Office bullies and conflicts of opinion are nothing new, but what happens in the Times newsroom raises questions with moral implications for all producers and consumers of news. In a sense, social media and our digital culture are hosting the dominant newsrooms of our times—as well as the “journalistic” practice among professionals and all of us amateur publishers. Too often, the “communities” formed online are not based on freedom of speech, inclusionary attitudes toward people, or a comprehensively curious approach to information.  Pope Francis, in those 2018 remarks that need to be heard in the media today, called for education about both the problem-solving value of truth and the compassionate purpose underlying journalism—the potential of personal encounters as described in the beloved Peace Prayer of Saint Francis: “Lord, make us instruments of your peace.”

As I have commented during years of blog posts at and in my 2018 book of reflections called When Headlines Hurt: Do We Have a Prayer?, the Holy Father wisely cautions against the tendency in today’s culture to isolate and reject those who differ from us or retreat into realities that make us more comfortable. Journalism at its best should leave no room for bullying at any point in the flow of information, from generation to consumption to feedback to utilization. Ideally, behavior at all those points can be enhanced by a personal relationship with Jesus Christ, whose story as told in the Gospels drove Saint Francis’ thinking and can guide our ventures in communication today.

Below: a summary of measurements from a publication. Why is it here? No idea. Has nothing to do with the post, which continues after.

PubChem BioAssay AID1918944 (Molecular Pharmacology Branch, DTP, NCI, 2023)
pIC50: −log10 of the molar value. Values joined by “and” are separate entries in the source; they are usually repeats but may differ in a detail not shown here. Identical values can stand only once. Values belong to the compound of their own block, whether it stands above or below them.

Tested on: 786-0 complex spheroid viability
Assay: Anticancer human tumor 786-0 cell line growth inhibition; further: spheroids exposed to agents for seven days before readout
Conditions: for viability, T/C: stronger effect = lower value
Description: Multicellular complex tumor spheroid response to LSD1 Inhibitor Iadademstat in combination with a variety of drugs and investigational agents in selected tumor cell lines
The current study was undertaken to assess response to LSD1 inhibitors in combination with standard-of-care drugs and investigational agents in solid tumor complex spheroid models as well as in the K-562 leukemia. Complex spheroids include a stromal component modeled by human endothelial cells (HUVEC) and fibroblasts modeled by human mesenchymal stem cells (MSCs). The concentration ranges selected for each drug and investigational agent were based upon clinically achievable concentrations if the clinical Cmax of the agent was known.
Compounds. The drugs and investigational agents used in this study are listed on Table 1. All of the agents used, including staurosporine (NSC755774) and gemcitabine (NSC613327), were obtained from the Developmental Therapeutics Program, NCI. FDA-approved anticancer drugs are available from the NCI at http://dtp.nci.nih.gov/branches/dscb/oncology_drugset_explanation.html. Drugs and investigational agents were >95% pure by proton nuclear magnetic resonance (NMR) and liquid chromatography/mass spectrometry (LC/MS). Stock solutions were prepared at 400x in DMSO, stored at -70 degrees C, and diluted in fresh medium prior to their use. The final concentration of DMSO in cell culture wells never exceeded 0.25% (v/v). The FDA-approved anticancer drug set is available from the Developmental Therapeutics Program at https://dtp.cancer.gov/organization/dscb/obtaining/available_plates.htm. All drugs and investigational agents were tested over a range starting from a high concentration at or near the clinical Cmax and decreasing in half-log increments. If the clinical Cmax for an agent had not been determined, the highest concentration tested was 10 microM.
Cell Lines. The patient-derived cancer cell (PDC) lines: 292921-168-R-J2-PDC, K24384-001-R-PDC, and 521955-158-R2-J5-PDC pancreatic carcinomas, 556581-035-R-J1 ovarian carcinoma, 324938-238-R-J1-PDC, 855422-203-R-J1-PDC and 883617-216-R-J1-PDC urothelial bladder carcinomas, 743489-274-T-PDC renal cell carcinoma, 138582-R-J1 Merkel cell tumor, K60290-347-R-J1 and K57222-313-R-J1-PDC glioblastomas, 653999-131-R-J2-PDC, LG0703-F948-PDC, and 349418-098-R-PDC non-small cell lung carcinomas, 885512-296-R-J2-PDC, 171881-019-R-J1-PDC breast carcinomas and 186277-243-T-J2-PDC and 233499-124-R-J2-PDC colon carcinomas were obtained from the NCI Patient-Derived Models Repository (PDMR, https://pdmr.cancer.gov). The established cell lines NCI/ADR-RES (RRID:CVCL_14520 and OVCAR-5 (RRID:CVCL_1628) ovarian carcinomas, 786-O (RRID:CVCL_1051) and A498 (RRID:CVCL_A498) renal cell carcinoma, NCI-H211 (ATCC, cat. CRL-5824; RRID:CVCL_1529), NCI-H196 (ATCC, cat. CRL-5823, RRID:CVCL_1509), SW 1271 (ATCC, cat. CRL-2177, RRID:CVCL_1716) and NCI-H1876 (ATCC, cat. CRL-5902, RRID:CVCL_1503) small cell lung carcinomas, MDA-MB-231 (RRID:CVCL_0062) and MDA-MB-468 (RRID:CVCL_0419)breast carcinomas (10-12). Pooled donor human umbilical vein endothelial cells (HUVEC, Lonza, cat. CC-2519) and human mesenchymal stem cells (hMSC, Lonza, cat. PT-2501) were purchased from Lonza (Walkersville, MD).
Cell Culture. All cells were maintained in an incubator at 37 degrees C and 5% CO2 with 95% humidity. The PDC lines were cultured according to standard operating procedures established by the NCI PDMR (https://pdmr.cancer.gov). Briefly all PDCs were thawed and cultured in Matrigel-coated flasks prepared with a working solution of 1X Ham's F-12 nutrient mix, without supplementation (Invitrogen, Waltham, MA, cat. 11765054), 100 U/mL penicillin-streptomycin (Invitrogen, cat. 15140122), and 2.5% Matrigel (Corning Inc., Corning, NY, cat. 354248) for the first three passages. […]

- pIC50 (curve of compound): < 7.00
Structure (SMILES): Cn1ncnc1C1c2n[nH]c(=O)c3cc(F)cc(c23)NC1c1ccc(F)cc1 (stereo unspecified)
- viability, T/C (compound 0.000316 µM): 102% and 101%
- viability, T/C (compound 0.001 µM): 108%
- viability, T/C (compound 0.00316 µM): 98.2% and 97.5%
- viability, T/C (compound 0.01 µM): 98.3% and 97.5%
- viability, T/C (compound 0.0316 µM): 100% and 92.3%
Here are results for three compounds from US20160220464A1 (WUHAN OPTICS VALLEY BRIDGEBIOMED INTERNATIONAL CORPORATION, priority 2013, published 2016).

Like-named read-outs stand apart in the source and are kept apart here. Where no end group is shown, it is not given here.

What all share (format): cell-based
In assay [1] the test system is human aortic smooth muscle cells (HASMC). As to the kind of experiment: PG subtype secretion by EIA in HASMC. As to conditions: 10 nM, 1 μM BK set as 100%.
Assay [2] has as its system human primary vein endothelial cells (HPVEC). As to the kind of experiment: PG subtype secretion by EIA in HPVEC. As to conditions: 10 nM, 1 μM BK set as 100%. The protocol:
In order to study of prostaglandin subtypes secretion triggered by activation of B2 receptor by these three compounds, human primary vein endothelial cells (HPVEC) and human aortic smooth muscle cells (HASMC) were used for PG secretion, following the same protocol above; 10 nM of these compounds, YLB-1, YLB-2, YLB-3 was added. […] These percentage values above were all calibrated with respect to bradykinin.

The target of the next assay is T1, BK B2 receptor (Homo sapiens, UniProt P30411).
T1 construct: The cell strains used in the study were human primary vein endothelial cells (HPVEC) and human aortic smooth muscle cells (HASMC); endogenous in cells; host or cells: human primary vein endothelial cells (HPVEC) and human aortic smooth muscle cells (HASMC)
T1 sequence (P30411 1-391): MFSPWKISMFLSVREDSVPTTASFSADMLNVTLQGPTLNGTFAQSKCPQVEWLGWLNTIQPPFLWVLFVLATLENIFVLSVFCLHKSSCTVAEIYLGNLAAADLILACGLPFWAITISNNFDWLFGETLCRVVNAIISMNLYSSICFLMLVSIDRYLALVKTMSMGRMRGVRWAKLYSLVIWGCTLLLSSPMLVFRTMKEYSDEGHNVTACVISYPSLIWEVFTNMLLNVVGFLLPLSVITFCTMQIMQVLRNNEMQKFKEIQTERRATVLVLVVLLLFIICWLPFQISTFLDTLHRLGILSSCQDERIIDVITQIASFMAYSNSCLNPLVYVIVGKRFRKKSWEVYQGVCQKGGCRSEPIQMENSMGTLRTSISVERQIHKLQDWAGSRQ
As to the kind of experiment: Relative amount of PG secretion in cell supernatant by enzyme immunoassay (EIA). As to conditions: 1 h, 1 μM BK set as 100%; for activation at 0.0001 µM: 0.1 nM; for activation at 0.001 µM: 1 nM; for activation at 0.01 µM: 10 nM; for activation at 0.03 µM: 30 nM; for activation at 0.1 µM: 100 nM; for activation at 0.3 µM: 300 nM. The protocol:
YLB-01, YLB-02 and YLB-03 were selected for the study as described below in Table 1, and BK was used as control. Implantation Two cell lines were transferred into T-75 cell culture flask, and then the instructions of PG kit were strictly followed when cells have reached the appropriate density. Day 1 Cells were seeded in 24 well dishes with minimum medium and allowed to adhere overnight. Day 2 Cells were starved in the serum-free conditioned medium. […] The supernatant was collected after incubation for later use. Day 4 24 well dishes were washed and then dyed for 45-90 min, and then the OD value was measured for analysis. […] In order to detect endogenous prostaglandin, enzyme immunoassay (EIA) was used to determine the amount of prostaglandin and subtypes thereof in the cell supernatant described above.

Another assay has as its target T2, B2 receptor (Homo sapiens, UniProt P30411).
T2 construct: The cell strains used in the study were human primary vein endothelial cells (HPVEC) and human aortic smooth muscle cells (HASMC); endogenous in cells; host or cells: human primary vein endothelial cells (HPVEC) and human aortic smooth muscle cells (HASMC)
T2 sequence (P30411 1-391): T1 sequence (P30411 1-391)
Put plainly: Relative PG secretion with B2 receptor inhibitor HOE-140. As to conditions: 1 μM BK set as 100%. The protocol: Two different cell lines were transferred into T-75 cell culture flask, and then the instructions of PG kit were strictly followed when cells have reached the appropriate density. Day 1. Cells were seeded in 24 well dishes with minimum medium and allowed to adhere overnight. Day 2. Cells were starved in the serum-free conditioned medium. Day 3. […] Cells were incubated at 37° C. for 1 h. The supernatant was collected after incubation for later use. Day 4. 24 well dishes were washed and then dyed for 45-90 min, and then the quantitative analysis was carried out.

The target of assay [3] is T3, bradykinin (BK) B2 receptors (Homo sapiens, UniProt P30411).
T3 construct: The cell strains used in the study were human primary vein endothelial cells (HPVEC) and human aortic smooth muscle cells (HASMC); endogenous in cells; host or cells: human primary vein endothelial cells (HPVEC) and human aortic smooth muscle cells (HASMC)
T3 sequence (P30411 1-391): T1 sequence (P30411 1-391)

That’s what constitutes the moral dimension of Bari Weiss’s revelations from The New York Times about a breakdown in the flow of information at its earliest phases and highest places. Here are some of the quotes from her mid-July website post that seem to deserve pondering among disciples in today’s information marketplace.

  • “[A] new consensus has emerged in the press, but perhaps especially at this paper: that truth isn’t a process of collective discovery, but an orthodoxy already known to an enlightened few whose job is to inform everyone else.